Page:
Background Tumor infiltrating T cells (TIL) are highly correlated with response to checkpoint blockade immunotherapy (CBT) in melanoma. However, in non-small cell lung cancer (NSCLC), 61% of patients have TIL, but only 32% respond to CBT. It is unknown how these T cell-inflamed tumors are resistant to CBT. Understanding and overcoming this resistance would greatly increase the number of cancer patients who benefit from CBT.
Methods To understand lung-specific anti-tumor immune responses, a NSCLC cell line derived from an autochthonous murine lung cancer (KP cell line) was transplanted into syngeneic C57BL/6 mice subcutaneously or intravenously. To study antigen-specific responses, the KP cell line was engineered with SIY and 2C TCR transgenic T cells, which are specific for SIY, were adoptively transferred into tumor-bearing animals.
Results Subcutaneous KP tumors responded to CBT (aCTLA-4 and aPD-L1) with significant tumor regression while lung KP tumors were CBT resistant. Immunohistochemistry found that this was not due to lack of T cell infiltration, as lung tumors contained 10-fold higher numbers of CD8+ TIL than subcutaneous tumors. Single cell RNA sequencing of TIL uncovered that CD8+ TIL in lung lesions had blunted effector molecule expression that correlated with a lack of IL-2 signaling. Adoptive transfer of naïve, tumor-reactive 2C T cells resulted in equally robust T cell proliferation in both the inguinal and mediastinal lymph nodes (LNs). However, RNA sequencing of adoptively transferred 2C T cells isolated 3-days after transfer from draining LNs identified that T cells activated in the mediastinal LN had reduced levels of IL-2 signaling and blunted effector functions early during priming. Flow cytometry confirmed that T cells primed in the mediastinal LNs did not express CD25, GZMB, or IFN-g, while T cells in inguinal LNs upregulated all three of these effector molecules. Delivery of IL-2 and IL-12 during priming was sufficient to restore effector molecule expression on 2C T cells in mediastinal LNs. Analysis of published patient data identified that a subset of lung cancer patients showed a sizable population of CD8+ TIL with low IL-2 signaling and low expression of effector molecules, including common targets of CBT.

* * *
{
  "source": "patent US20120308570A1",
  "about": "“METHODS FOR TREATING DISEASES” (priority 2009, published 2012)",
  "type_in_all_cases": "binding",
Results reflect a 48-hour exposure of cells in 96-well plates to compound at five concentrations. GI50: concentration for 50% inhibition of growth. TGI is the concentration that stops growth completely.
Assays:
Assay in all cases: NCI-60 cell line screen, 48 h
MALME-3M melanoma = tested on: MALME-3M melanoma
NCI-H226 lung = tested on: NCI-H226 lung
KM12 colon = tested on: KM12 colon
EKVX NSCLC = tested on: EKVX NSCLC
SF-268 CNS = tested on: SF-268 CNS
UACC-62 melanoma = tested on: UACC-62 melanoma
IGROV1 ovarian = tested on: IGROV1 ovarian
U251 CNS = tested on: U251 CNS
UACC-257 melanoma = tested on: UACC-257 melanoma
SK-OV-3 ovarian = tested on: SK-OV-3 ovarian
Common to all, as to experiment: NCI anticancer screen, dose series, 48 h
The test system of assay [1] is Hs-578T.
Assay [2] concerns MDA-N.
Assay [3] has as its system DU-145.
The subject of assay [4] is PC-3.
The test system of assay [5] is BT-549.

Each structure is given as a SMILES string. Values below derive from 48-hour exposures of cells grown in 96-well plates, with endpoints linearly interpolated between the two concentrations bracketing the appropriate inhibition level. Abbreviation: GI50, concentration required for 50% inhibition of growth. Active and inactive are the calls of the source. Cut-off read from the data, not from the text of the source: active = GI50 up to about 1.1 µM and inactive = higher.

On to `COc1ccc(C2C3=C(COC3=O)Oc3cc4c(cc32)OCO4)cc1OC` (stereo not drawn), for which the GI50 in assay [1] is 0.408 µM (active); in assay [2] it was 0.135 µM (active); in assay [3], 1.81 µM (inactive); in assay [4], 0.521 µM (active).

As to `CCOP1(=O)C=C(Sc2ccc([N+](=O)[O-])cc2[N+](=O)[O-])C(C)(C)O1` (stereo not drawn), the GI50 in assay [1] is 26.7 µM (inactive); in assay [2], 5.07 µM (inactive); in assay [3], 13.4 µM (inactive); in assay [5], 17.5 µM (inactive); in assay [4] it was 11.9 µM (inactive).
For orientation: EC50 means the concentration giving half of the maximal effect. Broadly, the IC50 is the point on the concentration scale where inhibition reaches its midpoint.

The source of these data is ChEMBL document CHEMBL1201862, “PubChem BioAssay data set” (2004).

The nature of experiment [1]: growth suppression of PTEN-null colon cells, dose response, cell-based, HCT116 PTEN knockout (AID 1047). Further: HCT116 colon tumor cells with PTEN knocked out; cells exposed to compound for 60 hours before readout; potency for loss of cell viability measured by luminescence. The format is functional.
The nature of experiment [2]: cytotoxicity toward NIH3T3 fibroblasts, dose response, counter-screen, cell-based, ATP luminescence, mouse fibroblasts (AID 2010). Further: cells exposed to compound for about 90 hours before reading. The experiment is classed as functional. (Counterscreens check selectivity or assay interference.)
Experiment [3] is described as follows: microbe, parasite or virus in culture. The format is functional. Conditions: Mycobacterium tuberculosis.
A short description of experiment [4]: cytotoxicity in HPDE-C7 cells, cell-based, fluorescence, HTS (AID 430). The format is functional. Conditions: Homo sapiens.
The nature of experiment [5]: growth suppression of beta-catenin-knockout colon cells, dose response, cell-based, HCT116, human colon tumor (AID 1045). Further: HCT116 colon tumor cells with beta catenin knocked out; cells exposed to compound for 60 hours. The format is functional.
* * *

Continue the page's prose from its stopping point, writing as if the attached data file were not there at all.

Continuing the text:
Conclusions Immunotherapy resistance in T cell-inflamed tumors is due to defective CD8+ T cell effector differentiation. IL-2-based therapies could enhance differentiation of functional CD8+ effector T cells and could turn immunotherapy resistant tumors to immunotherapy sensitive tumors. This is the first mechanistic study providing evidence for a distinct type of T cell dysfunction resistant to current CBT.
Ethics Approval This study was approved by MIT’s Committee on Animal Care, protocol number 0220-006-23.
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